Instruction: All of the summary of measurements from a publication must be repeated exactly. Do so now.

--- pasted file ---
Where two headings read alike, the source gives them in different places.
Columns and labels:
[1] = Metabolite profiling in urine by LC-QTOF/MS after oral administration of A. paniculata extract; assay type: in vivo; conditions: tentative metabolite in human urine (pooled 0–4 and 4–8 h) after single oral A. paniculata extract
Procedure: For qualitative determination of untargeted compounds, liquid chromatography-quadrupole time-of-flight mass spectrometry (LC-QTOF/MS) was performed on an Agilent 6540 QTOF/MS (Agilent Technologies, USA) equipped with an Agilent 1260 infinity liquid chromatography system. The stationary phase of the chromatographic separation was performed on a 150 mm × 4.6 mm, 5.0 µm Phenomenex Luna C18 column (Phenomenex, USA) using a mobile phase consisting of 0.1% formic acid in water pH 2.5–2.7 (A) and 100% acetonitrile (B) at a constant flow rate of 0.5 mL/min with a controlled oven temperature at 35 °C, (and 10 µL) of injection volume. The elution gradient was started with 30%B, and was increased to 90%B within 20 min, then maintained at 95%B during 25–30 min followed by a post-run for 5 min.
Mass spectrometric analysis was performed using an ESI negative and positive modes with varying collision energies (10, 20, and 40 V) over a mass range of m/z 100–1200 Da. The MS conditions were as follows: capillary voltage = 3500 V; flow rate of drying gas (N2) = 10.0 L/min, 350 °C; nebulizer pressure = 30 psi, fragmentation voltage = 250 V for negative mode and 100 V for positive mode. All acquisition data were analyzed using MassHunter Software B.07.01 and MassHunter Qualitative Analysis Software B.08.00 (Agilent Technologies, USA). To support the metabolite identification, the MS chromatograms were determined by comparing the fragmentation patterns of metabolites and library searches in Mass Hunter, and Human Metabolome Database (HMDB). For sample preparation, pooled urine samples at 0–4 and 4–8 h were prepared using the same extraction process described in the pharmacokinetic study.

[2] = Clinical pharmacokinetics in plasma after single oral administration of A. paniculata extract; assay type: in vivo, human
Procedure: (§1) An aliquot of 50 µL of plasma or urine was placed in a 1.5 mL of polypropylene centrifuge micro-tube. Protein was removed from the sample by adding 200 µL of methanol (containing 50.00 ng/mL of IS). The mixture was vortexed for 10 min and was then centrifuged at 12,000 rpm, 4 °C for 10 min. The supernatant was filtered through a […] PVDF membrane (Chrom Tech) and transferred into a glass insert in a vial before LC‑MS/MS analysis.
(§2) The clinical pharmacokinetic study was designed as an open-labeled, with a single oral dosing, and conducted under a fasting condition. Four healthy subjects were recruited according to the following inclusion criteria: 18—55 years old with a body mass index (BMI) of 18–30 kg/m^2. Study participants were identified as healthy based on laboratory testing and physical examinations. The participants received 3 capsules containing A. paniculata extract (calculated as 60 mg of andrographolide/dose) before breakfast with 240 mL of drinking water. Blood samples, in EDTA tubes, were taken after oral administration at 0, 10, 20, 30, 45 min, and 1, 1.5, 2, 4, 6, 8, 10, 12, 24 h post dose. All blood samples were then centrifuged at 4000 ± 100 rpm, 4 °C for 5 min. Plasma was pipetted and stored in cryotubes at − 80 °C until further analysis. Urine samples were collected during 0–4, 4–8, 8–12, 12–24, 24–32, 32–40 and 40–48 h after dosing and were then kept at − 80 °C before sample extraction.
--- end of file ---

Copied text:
Where two headings read alike, the source gives them in different places.
Columns and labels:
[1] = Metabolite profiling in urine by LC-QTOF/MS after oral administration of A. paniculata extract; assay type: in vivo; conditions: tentative metabolite in human urine (pooled 0–4 and 4–8 h) after single oral A. paniculata extract
Procedure: For qualitative determination of untargeted compounds, liquid chromatography-quadrupole time-of-flight mass spectrometry (LC-QTOF/MS) was performed on an Agilent 6540 QTOF/MS (Agilent Technologies, USA) equipped with an Agilent 1260 infinity liquid chromatography system. The stationary phase of the chromatographic separation was performed on a 150 mm × 4.6 mm, 5.0 µm Phenomenex Luna C18 column (Phenomenex, USA) using a mobile phase consisting of 0.1% formic acid in water pH 2.5–2.7 (A) and 100% acetonitrile (B) at a constant flow rate of 0.5 mL/min with a controlled oven temperature at 35 °C, (and 10 µL) of injection volume. The elution gradient was started with 30%B, and was increased to 90%B within 20 min, then maintained at 95%B during 25–30 min followed by a post-run for 5 min.
Mass spectrometric analysis was performed using an ESI negative and positive modes with varying collision energies (10, 20, and 40 V) over a mass range of m/z 100–1200 Da. The MS conditions were as follows: capillary voltage = 3500 V; flow rate of drying gas (N2) = 10.0 L/min, 350 °C; nebulizer pressure = 30 psi, fragmentation voltage = 250 V for negative mode and 100 V for positive mode. All acquisition data were analyzed using MassHunter Software B.07.01 and MassHunter Qualitative Analysis Software B.08.00 (Agilent Technologies, USA). To support the metabolite identification, the MS chromatograms were determined by comparing the fragmentation patterns of metabolites and library searches in Mass Hunter, and Human Metabolome Database (HMDB). For sample preparation, pooled urine samples at 0–4 and 4–8 h were prepared using the same extraction process described in the pharmacokinetic study.

[2] = Clinical pharmacokinetics in plasma after single oral administration of A. paniculata extract; assay type: in vivo, human
Procedure: (§1) An aliquot of 50 µL of plasma or urine was placed in a 1.5 mL of polypropylene centrifuge micro-tube. Protein was removed from the sample by adding 200 µL of methanol (containing 50.00 ng/mL of IS). The mixture was vortexed for 10 min and was then centrifuged at 12,000 rpm, 4 °C for 10 min. The supernatant was filtered through a […] PVDF membrane (Chrom Tech) and transferred into a glass insert in a vial before LC‑MS/MS analysis.
(§2) The clinical pharmacokinetic study was designed as an open-labeled, with a single oral dosing, and conducted under a fasting condition. Four healthy subjects were recruited according to the following inclusion criteria: 18—55 years old with a body mass index (BMI) of 18–30 kg/m^2. Study participants were identified as healthy based on laboratory testing and physical examinations. The participants received 3 capsules containing A. paniculata extract (calculated as 60 mg of andrographolide/dose) before breakfast with 240 mL of drinking water. Blood samples, in EDTA tubes, were taken after oral administration at 0, 10, 20, 30, 45 min, and 1, 1.5, 2, 4, 6, 8, 10, 12, 24 h post dose. All blood samples were then centrifuged at 4000 ± 100 rpm, 4 °C for 5 min. Plasma was pipetted and stored in cryotubes at − 80 °C until further analysis. Urine samples were collected during 0–4, 4–8, 8–12, 12–24, 24–32, 32–40 and 40–48 h after dosing and were then kept at − 80 °C before sample extraction.